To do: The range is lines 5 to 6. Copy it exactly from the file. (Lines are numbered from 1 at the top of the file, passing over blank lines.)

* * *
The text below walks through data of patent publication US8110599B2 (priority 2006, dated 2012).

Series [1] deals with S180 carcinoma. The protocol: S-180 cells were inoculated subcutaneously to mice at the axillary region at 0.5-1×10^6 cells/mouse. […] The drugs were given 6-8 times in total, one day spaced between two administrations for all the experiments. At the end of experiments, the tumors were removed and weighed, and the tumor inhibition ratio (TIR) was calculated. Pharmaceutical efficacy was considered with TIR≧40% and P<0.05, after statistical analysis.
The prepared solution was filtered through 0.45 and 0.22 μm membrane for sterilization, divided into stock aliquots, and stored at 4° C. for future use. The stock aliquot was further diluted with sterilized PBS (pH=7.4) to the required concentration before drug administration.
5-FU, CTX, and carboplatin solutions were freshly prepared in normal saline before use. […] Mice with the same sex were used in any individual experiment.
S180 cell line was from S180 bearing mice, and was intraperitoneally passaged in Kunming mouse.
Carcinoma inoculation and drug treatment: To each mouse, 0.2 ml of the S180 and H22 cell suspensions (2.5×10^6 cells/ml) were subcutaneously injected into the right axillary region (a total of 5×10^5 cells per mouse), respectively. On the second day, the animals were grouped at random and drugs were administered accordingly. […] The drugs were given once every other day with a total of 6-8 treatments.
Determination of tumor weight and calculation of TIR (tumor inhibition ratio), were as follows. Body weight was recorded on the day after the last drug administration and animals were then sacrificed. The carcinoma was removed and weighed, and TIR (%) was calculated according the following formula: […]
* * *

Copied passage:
S180 cell line was from S180 bearing mice, and was intraperitoneally passaged in Kunming mouse.
Carcinoma inoculation and drug treatment: To each mouse, 0.2 ml of the S180 and H22 cell suspensions (2.5×10^6 cells/ml) were subcutaneously injected into the right axillary region (a total of 5×10^5 cells per mouse), respectively. On the second day, the animals were grouped at random and drugs were administered accordingly. […] The drugs were given once every other day with a total of 6-8 treatments.